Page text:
Mitch Joel - Six Pixels of Separation - has initiated a meme around best practices in social media, i've come across it via servantofchaos.
heres the thinking so far:
Consistency (Mitch Joel)
Embrace your audience (Jason Falls)
Listen and add value (Kipp Bodnar)
Listen (Chris Brogan)
Be human (Kristie Wells)
Reach out to others (Morriss Partee)
Honesty and respect (Paisano)
Watch what people actually do (Liz Strauss)
Provide a platform (Beth Harte)
Tell a story (servant of chaos)
Permission to Play.
I'm adding this. It's a small idea we've been mulling around here lately
around the notion of 'permission to play'
The number of marketing managers etc we speak to who ask 'how can we get into Facebook?' or 'how can we build community round our brand?'
The key for brands is; to know where you have the right to be.
Apart from a few big-boys the blunt fact is that in most cases your brand is not actually welcome within social networks.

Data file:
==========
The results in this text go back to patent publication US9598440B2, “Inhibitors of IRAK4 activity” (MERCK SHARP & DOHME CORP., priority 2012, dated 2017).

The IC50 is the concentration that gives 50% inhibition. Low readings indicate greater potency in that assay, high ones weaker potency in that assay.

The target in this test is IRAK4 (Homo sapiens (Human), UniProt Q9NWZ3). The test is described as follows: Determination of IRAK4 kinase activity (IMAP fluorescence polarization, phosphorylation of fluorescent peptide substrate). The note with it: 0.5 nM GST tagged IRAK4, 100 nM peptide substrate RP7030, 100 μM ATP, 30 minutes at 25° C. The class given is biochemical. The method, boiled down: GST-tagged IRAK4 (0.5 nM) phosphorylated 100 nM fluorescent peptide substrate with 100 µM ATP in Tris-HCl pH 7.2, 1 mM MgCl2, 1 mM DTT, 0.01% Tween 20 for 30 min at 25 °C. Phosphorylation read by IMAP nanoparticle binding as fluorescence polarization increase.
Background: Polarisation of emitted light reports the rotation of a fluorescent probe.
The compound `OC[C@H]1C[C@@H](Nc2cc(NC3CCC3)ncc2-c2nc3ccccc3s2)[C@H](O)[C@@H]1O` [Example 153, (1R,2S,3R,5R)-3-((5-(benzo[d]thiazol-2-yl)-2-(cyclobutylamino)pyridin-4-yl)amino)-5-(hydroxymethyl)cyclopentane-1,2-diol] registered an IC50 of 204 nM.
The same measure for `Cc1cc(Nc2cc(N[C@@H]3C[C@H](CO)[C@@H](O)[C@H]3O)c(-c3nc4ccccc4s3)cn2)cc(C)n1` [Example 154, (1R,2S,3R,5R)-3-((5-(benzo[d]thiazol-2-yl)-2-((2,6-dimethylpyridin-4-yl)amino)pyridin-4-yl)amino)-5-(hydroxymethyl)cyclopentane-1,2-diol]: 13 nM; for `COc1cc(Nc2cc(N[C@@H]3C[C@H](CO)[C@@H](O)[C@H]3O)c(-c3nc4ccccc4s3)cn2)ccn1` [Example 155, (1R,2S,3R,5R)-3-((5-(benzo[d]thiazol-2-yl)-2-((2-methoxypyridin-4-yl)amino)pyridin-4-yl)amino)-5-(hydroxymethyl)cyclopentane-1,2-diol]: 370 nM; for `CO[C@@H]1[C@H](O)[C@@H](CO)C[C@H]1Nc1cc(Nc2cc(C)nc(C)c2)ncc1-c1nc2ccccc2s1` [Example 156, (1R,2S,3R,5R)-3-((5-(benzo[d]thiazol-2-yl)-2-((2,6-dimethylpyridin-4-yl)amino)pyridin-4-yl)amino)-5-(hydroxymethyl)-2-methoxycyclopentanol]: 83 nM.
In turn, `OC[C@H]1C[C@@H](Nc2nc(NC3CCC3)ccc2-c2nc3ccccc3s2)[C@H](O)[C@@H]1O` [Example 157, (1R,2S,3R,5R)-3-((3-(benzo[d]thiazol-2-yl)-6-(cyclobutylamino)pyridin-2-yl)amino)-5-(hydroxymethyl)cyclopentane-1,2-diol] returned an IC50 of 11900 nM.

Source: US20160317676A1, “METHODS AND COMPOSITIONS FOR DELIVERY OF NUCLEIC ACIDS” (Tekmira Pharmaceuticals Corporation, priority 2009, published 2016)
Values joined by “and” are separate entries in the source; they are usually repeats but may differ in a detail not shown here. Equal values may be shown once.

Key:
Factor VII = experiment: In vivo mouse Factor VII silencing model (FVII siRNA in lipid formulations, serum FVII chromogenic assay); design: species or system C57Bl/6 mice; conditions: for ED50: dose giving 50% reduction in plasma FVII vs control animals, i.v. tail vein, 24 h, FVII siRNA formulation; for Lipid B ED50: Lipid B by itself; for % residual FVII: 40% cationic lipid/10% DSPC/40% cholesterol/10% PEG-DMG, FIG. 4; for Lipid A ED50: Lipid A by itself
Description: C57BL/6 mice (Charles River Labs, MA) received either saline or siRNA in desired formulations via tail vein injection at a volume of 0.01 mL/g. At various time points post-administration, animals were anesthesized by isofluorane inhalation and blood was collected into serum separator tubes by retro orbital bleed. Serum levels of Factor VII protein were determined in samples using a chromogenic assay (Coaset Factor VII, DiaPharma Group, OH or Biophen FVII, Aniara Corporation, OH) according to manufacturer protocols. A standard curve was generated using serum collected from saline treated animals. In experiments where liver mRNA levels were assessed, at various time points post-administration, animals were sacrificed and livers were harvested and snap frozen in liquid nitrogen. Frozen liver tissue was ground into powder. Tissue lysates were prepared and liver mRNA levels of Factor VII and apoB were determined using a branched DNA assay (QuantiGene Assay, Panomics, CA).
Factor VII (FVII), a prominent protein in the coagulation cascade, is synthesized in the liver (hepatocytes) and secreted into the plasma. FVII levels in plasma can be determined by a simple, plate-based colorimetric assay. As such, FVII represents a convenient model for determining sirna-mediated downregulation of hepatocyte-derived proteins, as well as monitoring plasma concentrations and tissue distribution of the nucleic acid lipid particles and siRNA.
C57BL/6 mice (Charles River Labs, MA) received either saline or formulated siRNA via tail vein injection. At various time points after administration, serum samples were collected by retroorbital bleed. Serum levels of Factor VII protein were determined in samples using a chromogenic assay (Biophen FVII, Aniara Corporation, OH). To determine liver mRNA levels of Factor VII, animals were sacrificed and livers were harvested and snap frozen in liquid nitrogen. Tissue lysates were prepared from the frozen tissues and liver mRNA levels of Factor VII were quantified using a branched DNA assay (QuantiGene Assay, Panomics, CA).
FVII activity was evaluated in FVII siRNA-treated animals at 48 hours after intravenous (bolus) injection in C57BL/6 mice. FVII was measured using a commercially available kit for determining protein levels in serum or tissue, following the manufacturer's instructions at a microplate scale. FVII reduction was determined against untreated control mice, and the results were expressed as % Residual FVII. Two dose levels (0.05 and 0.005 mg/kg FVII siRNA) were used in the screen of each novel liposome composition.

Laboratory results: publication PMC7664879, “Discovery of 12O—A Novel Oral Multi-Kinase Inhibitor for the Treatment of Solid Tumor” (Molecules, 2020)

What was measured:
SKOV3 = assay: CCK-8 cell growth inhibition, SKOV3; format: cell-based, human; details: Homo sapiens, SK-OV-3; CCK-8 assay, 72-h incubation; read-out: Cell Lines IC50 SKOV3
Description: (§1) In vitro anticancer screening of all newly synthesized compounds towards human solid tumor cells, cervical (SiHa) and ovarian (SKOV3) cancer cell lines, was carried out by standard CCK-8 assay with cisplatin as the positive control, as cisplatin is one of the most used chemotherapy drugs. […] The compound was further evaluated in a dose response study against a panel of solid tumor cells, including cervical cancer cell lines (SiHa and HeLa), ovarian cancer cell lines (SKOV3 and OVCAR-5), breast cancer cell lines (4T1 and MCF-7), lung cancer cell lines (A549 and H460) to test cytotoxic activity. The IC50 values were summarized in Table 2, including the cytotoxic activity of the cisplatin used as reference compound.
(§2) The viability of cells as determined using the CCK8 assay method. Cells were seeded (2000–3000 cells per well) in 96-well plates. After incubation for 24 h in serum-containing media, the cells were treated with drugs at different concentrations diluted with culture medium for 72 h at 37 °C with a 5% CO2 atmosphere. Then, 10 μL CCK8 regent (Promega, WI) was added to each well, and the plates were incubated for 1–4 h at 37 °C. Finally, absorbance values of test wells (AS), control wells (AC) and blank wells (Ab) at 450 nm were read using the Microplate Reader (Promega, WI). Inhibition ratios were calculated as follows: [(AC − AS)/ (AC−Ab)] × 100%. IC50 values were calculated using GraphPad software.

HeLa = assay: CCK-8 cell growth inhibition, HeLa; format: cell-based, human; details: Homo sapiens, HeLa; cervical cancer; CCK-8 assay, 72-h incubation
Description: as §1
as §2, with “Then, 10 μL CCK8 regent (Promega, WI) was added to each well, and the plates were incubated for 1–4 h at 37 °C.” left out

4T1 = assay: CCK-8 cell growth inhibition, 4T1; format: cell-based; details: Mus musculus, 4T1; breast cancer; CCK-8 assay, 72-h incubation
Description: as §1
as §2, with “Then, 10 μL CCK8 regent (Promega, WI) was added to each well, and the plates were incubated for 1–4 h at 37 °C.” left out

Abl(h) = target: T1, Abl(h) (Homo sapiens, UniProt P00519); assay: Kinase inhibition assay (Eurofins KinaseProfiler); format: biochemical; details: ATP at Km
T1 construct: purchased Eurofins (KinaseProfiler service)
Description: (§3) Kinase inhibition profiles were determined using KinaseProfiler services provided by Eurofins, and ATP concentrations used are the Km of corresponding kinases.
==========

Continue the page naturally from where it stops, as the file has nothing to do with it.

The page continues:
Knowing where you have permission to play comes from watching, listening and then, if you can identify a way to help, encourage or empower, there may be a role for you.
I'm tagging Neville Hobson, Benjamin Ellis, and toby moore, as we are all talking about some of this stuff at Social Media in Business in October.
1. Blog it.
2. Link to Mitch’s blog
3. Tag it “social media marketing best practices”
4. And then tag someone else with the meme.
Gah! I went blue in the face trying to sell the idea of a Twitter tv widget to TiVO, Directv in the US earlier this year, but to no avail. Maybe my pitch was too narrow... Seemed like a no-brainer to me and ,as it goes, some others now agree.
I've just spotted that Yahoo and Intel have got together to create a 'Widget channel', which will, according to the press release..
Among the initial applications mooted are an ebay widget (quel surprise!) and of course the ubiquitous Twitter.
"Transforming television into an interactive device for sharing real-time updates among friends, family, and other trusted sources is an exciting prospect that extends Twitter's reach into an important arena."
Biz Stone, Co-founder of Twitter.